Vibration-Monitoring Solutions In the Field
Rick Carter | May 28, 2014
Two examples of how vibration monitoring saved time and money in heavy industrial settings.
New portable and online-monitoring systems help extend the value of vibration monitoring into the heaviest of industrial operations. Here’s a look at how users avoided serious motor failure in mining and detected a critical bearing failure in paper-pulp production by using the right vibration products at the right moment.
Case study #1:
A Phosphate mine is garnering big returns by monitoring numerous pieces of processing equipment with online solutions from Ludeca, Inc. The mills use several low-cost VIBNODE online systems. The VIBNODE is a comprehensive entry-level online monitoring system that allows the end-user to access customized spectrums and time waveforms from a remote location. The system will notify the end-user via email or text message when the vibration level exceeds an alarm band.
The new monitoring system has helped the mine’s vibration group catch several problems with a newly rebuilt drive motor. The waveform showed a fuzzy amplitude modulation that increased and decreased with every RPM. A look at the acceleration spectrum indicated a large amount of high-frequency noise well over 1g. Upon inspection, several internal retaining bolts were found to be backing out and contacting the frame of the motor rotor. The bolts were tightened to torque specifications, which was believed to have solved the problem. A week later, however, the problem reemerged as the bolts had once again backed out and began to rub. The bolts were again torqued to specification, but this time with an application of threadlocker, which held the bolts in place.
Had this problem not been identified by the fuzzy waveform and a high-frequency acceleration band alarm from the VIBNODE system, the errant bolts would have quickly eaten into the motor rotor and caused a catastrophic motor failure. The motor rebuild or replacement is valued at well over $100,000. And losses to production would have been many more times this amount.
Case study #2:
Low-speed equipment turning below 40 RPM is often difficult to analyze because of the low energy it produces. If there is not much energy, there is often not much to see. For this reason, the dynamic range of a vibration analyzer/data collector and its signal-processing quality become critical for low-speed machine analysis. Recently, a pulp mill using a VIBXPERT analyzer from Ludeca took a spectrum and time waveform on a slow-speed 35 RPM roll. The VIBXPERT is a portable, lightweight, 2-channel, FFT data collector/vibration analyzer for monitoring and diagnosis of machine conditions. As a data collector, VIBXPERT records all forms of machine vibrations, bearing conditions, process data and visual-inspection information.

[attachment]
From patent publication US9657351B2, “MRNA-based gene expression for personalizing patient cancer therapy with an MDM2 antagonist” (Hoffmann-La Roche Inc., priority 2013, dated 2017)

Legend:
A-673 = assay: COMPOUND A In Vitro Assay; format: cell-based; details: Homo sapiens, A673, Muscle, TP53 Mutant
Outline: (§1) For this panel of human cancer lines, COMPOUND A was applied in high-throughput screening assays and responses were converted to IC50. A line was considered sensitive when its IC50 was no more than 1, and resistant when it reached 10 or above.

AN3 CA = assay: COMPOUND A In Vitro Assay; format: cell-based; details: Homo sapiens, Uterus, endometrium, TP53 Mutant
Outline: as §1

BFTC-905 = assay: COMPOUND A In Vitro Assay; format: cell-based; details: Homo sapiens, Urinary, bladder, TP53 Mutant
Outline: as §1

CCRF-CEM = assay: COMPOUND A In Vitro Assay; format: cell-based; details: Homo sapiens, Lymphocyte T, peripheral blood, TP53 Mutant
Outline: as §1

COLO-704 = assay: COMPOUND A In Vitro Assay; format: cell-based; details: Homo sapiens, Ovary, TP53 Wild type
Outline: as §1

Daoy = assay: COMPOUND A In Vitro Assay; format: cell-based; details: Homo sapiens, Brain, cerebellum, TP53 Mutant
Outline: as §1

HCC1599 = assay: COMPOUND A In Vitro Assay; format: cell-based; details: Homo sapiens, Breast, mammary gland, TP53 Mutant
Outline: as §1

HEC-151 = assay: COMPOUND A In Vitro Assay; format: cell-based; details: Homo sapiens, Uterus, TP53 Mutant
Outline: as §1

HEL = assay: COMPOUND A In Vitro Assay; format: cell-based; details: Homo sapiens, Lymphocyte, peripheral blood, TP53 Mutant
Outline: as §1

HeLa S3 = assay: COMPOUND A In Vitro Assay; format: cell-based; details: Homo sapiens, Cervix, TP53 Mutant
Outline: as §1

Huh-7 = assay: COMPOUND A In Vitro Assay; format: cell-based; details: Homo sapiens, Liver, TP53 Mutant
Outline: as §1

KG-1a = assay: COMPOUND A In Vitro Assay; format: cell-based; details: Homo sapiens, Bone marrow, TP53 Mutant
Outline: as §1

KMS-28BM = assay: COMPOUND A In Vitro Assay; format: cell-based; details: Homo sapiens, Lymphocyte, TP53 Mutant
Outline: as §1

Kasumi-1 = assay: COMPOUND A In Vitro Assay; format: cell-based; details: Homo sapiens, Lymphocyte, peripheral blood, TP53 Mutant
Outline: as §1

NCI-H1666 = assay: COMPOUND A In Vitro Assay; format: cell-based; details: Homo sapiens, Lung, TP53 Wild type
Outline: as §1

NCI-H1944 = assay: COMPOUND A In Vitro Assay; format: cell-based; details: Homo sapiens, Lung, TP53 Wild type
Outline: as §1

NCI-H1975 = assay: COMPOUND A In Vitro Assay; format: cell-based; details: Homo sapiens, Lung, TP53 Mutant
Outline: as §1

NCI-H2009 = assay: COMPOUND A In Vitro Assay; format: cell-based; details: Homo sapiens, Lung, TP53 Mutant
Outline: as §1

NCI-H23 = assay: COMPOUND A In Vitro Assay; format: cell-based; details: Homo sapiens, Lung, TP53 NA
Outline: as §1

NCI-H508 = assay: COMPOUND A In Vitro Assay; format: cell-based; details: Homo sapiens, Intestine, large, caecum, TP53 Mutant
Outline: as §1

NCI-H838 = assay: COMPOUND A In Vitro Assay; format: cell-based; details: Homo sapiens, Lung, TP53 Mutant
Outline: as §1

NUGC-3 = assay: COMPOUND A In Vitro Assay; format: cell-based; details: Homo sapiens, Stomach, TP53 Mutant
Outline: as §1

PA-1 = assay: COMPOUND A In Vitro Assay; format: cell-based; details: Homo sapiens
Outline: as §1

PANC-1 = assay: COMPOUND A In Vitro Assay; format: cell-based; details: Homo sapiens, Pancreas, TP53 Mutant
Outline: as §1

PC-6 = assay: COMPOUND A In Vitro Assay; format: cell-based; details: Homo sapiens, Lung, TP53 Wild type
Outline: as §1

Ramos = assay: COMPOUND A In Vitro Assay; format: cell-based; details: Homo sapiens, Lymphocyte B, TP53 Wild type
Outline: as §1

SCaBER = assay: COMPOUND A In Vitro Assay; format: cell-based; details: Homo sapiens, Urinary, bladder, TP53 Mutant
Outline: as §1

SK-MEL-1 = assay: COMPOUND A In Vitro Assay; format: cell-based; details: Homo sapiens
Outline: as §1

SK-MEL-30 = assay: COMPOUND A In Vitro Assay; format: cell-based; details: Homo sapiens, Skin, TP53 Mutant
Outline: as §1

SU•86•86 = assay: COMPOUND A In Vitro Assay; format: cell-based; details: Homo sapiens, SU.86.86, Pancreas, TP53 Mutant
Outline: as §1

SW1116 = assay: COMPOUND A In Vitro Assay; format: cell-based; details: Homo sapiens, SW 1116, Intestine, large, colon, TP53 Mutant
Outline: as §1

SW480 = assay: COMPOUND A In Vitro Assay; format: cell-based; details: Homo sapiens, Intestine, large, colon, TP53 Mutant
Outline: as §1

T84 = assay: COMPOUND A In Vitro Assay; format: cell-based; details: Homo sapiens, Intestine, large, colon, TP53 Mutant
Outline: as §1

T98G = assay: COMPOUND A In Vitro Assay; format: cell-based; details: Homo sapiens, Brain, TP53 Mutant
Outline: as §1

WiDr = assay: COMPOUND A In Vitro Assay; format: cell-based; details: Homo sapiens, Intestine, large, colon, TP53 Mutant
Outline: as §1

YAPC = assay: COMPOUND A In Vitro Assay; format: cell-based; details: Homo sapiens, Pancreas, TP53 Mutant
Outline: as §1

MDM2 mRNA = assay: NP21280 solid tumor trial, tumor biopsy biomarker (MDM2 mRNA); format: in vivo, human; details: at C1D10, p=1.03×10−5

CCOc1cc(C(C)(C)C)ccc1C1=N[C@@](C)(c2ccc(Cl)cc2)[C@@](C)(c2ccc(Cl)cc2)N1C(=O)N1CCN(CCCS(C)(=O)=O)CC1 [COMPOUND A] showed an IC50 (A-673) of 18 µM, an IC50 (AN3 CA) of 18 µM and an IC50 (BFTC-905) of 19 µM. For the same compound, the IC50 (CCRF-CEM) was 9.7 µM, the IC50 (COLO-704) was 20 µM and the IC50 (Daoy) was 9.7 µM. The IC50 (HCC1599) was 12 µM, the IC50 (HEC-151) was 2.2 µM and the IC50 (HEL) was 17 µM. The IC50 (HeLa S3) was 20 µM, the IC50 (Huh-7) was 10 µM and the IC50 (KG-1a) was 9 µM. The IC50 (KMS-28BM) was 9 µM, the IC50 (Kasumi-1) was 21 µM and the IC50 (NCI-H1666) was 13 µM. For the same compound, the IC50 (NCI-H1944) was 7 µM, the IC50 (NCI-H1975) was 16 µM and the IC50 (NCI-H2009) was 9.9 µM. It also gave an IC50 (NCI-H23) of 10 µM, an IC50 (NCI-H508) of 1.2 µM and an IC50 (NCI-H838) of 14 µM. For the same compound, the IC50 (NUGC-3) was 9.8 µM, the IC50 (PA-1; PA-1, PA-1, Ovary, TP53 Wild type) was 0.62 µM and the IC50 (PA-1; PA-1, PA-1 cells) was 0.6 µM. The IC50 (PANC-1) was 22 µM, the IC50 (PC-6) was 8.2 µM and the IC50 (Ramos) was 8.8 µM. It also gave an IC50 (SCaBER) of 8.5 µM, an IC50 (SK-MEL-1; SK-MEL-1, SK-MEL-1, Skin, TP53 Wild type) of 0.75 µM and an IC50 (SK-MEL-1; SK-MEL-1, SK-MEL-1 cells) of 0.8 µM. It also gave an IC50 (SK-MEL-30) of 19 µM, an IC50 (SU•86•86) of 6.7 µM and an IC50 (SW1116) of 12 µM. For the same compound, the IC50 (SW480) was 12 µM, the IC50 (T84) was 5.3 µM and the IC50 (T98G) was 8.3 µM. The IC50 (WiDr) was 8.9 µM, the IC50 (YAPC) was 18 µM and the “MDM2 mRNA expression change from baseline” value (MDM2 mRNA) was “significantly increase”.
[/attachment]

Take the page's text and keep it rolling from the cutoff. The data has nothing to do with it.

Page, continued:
Because of the dynamic range of the VIBXPERT, the mill’s maintenance technicians were able to see a repeating pattern in the time waveform. The recurring pattern was present for every RPM, and would increase slightly, then disappear for about three-quarters of the roll’s revolution. A delta cursor was placed on the repeating pattern and the source frequency was 420 CPM. This worked out to be the frequency of the inner race. A 25,000-line spectrum was also collected with a bandwidth of 7.5 CPM per line of resolution. The amplitude was very low below 0.0008 inches per second, yet a definite harmonic pattern appeared. The main harmonic pattern was at 420 CPM, with each peak having another underlying pattern of 35 CPM sidebands. The frequencies represented the inner race and roll RPM. Had this data been taken using a conventional spectrum with a resolution of 6400 lines or even 12,800 lines, this low-frequency/low-energy event would have looked like a spectrum ski slope and been ignored.
Upon removal of the bearing, a crack in the inner race was plainly visible. There was evidence the inner race had begun to walk around the shaft. If the bearing had been left in service it would have damaged the shaft and required that both the shaft and bearing be replaced. Instead, only a minimal two-hour shutdown was required to replace the bearing. Thanks to early detection, the cost of replacing a roll was averted, as well as saving the eight or more hours of lost production that a roll replacement would have required.
For more information about the techniques and products mentioned above, visit ludeca.com.